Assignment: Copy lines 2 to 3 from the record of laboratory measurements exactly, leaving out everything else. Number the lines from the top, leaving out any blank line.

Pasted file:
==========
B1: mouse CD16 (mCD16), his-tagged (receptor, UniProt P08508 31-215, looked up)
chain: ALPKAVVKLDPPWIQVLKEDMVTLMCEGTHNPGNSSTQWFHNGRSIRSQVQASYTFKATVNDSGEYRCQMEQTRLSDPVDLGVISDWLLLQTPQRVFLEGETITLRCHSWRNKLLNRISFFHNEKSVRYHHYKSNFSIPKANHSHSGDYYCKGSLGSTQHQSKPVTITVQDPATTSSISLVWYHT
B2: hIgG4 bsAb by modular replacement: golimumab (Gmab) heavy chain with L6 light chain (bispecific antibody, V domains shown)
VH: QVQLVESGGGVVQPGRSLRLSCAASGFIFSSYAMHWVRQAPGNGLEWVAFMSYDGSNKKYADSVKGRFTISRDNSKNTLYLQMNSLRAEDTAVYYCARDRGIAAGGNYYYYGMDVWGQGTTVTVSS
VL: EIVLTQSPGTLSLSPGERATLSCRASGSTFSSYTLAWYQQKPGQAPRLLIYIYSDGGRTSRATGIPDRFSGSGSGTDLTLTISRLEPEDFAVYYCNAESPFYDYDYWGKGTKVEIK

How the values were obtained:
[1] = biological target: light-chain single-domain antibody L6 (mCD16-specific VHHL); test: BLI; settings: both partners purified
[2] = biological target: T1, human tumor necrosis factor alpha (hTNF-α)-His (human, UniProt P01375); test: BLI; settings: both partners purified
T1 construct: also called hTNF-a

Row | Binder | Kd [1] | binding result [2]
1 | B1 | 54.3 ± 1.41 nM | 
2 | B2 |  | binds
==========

chain: ALPKAVVKLDPPWIQVLKEDMVTLMCEGTHNPGNSSTQWFHNGRSIRSQVQASYTFKATVNDSGEYRCQMEQTRLSDPVDLGVISDWLLLQTPQRVFLEGETITLRCHSWRNKLLNRISFFHNEKSVRYHHYKSNFSIPKANHSHSGDYYCKGSLGSTQHQSKPVTITVQDPATTSSISLVWYHT
B2: hIgG4 bsAb by modular replacement: golimumab (Gmab) heavy chain with L6 light chain (bispecific antibody, V domains shown)